IDEAS home Printed from https://ideas.repec.org/
MyIDEAS: Log in (now much improved!) to save this paper

Cities and the Organization of Manufacturing

  • Emin Dinlersoz

    (University of Houston)

This paper provides a recent account of the distribution of manufacturing activity across cities in the U.S. After years of nationwide decline in manufacturing employment, and migration of manufacturing plants to suburbs and rural areas, the following pattern emerges for overall manufacturing as of 1990: i) Number of manufacturing establishments increases more than proportionally with city population, ii) Manufacturing employment in a city increases in proportion to city population, and iii) Employee size distribution of establishments is stochastically decreasing as city population increases. While these results are in part driven by industry composition in cities, in many individual manufacturing industries larger cities tend to accommodate more employment through an expansion in number of establishments, but not always through an expansion of establishment size. Implications of these findings on the new economic geography and other theories relating city size and scale of production are discussed.

If you experience problems downloading a file, check if you have the proper application to view it first. In case of further problems read the IDEAS help page. Note that these files are not on the IDEAS site. Please be patient as the files may be large.

File URL: http://econwpa.repec.org/eps/urb/papers/0204/0204003.pdf
Download Restriction: no

Paper provided by EconWPA in its series Urban/Regional with number 0204003.

as
in new window

Length:
Date of creation: 19 Apr 2002
Date of revision:
Handle: RePEc:wpa:wuwpur:0204003
Note: Type of Document - PDF; prepared on PC-TEX; to print on HP;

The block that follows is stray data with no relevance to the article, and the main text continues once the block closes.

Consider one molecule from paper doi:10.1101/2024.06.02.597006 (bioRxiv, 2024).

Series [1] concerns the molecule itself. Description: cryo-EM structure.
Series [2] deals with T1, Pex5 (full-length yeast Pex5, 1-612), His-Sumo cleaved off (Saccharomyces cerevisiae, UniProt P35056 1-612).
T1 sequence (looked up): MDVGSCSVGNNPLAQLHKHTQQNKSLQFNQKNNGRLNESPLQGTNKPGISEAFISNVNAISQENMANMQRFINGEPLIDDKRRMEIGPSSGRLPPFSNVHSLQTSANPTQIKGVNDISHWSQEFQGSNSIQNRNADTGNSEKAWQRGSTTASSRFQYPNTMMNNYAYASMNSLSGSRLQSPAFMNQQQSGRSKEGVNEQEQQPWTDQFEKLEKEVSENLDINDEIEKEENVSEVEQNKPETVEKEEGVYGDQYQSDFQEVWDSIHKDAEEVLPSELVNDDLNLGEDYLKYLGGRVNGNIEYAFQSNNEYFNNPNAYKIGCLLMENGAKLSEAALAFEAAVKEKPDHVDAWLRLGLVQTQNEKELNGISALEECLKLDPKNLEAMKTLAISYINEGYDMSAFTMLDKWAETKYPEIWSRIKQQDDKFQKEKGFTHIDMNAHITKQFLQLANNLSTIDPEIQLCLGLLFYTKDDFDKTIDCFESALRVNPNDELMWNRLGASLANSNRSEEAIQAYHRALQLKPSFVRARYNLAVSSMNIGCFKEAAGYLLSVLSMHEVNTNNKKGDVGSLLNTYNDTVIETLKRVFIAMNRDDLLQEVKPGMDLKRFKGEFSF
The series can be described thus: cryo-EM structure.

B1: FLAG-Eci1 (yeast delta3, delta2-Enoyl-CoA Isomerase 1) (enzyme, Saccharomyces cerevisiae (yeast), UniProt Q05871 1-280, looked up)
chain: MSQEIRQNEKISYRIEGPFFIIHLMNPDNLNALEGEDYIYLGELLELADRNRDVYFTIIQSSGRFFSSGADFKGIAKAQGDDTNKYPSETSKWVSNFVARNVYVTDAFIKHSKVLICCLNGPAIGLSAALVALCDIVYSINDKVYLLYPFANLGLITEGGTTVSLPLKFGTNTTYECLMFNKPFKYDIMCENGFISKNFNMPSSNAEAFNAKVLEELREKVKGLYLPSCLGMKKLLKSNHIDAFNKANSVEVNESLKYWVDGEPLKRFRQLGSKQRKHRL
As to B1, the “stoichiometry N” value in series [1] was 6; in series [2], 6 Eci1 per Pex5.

Contact details of provider: Web page: http://econwpa.repec.org

References listed on IDEAS
Please report citation or reference errors to , or , if you are the registered author of the cited work, log in to your RePEc Author Service profile, click on "citations" and make appropriate adjustments.:

as in new window
  1. Glaeser, Edward L., 1999. "Learning in Cities," Journal of Urban Economics, Elsevier, vol. 46(2), pages 254-277, September.
  2. Roback, Jennifer, 1982. "Wages, Rents, and the Quality of Life," Journal of Political Economy, University of Chicago Press, vol. 90(6), pages 1257-78, December.
  3. Davis, D.R., 1997. "The Home Market, Trade, and Industrial Structure," Papers 597, Harvard - Institute for International Development.
  4. Thomas J. Holmes, 1999. "Localization Of Industry And Vertical Disintegration," The Review of Economics and Statistics, MIT Press, vol. 81(2), pages 314-325, May.
  5. Robert E. Lucas Jr., 1978. "On the Size Distribution of Business Firms," Bell Journal of Economics, The RAND Corporation, vol. 9(2), pages 508-523, Autumn.
  6. J.Peter Neary, 2001. "Of Hype and Hyperbolas: Introducing the New Economic Geography," Journal of Economic Literature, American Economic Association, vol. 39(2), pages 536-561, June.
  7. Jeffrey R. Campbell & Hugo A. Hopenhayn, 2003. "Market size matters," Working Paper Series WP-03-12, Federal Reserve Bank of Chicago.
  8. Krugman, Paul, 1991. "Increasing Returns and Economic Geography," Journal of Political Economy, University of Chicago Press, vol. 99(3), pages 483-99, June.
  9. Glaeser, Edward Ludwig & Kallal, Hedi D. & Scheinkman, Jose A. & Shleifer, Andrei, 1992. "Growth in Cities," Scholarly Articles 3451309, Harvard University Department of Economics.